26 F3d 137 Shaw v. Department of Army

26 F.3d 137

John T. SHAW, Petitioner,
DEPARTMENT OF the ARMY, Respondent.

No. 93-3518.

United States Court of Appeals, Federal Circuit.

April 1, 1994.

NOTICE: Federal Circuit Local Rule 47.6(b) states that opinions and orders which are designated as not citable as precedent shall not be employed or cited as precedent. This does not preclude assertion of issues of claim preclusion, issue preclusion, judicial estoppel, law of the case or the like based on a decision of the Court rendered in a nonprecedential opinion or order.

Before NEWMAN and RADER, Circuit Judges, and GARBIS, District Judge.*

PAULINE NEWMAN, Circuit Judge.

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John T. Shaw petitions for review of the decision of the Merit Systems Protection Board, Docket No. SL0752920320-I-1, affirming his removal as a Licensed Practical Nurse at the Leonard Wood Army Community Hospital, Fort Leonard Wood, Missouri. We affirm the decision of the Board.



Mr. Shaw was removed from his position effective May 20, 1992. He timely appealed the removal to the Merit Systems Protection Board, which on October 2, 1992 issued an Initial Decision affirming the agency action. The full Board denied Mr. Shaw's petition for review on January 15, 1993, whereupon the Initial Decision became the Final Decision of the Board.


Mr. Shaw appealed the Board's decision to the United States District Court for the Western District of Missouri, asserting discrimination. The district court concluded that Mr. Shaw had not alleged facts which, if proven, would establish a discrimination claim. Citing Hill v. Department of the Air Force, 796 F.2d 1469 (Fed.Cir.1986), the district court held that Mr. Shaw had not established a mixed case (containing a discrimination claim and a non-discrimination claim, see 5 U.S.C. Sec. 7702) and dismissed the case for lack of jurisdiction. Shaw v. Army, No. 93-3049-CV-S-4 (W.D.Mo. July 7, 1993). The district court referred to its authority to transfer the case to the Federal Circuit but, concluding that such a transfer would not be in the interest of justice, declined to do so.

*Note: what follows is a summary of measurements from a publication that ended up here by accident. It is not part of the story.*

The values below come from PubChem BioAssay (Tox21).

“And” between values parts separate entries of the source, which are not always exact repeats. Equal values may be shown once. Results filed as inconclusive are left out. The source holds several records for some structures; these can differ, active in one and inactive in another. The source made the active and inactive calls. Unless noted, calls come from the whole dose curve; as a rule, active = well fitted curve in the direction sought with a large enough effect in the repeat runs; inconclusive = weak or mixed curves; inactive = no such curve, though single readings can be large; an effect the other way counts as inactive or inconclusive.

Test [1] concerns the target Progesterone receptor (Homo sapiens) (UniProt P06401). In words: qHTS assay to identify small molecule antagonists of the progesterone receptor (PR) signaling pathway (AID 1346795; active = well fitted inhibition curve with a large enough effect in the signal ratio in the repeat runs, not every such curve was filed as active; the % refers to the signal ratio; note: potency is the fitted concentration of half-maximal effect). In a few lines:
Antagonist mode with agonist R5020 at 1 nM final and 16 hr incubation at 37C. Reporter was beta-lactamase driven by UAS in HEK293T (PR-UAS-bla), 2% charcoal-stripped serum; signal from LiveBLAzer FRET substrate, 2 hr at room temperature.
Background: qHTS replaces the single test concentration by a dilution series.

Mr. Shaw filed a notice of appeal in the district court which stated: "Request permission to file an appeal in the Federal Circuit Court if this court will not hear this case." The district court sent the appeal documents to the United States Court of Appeals for the Eighth Circuit.


The Eighth Circuit forwarded them to this court on July 27, 1993.


The government argues that this court lacks jurisdiction because the documents did not arrive here within thirty days after the date that Mr. Shaw received the final decision of the Board, citing 5 U.S.C. Sec. 7703(b)(1). The government's position appears to be that the proper procedure is for the Federal Circuit to send the case back to the Eighth Circuit for its review of whether the district court abused its discretion in declining to transfer the case to the Federal Circuit in the first place. We do not reach the government's position, for in accordance with Christianson v. Colt Industries Operating Corp., 486 U.S. 800, 819 (1988), this court is required to accept the transfer under law-of-the-case principles, for "if the transferee court can find the transfer decision plausible", the "jurisdictional inquiry is at an end." Since the transfer is plausible, we must accept the appeal.



Mr. Shaw had been employed as a practical nurse since September of 1979. During this employment he had twice been suspended from work, once for sleeping on duty and once for being absent without leave. On August 18, 1991 he was discovered sleeping while on duty, and was suspended for five days.

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As part of his defense, Mr. Shaw maintained that he could not have been sleeping because he was logging in specimens in the laboratory at the time in question. He said that the laboratory log would verify this. An examination of the laboratory log showed five entries at the time in question and accompanied by Mr. Shaw's signature. However, a cross-check with other laboratory records showed that these five specimens had been brought to the laboratory one or two days earlier, leading the agency to conclude that Mr. Shaw had falsified the laboratory log entries. The agency charged him with falsifying records, determined that this was a serious offense and, in light of his previous suspensions, removed him. The Board agreed that the agency had proven the charge of falsifying records and that the seriousness of the offense warranted removal.


In his petition to this court, Mr. Shaw denies that he falsified records and challenges the credibility of the witnesses who testified against him at the Board hearing. He alleges a conspiracy against him.


The issue turns on credibility of the witnesses. Credibility is the particular province of the trial judge. Several witnesses testified at the hearing and documentary evidence was introduced. We conclude that the facts found by the Board are supported by substantial evidence. See Hayes v. Department of the Navy, 727 F.2d 1535 (Fed.Cir.1984). The decision of the Board must be affirmed.


The Honorable Marvin J. Garbis, United States District Court for the District of Maryland, sitting by designation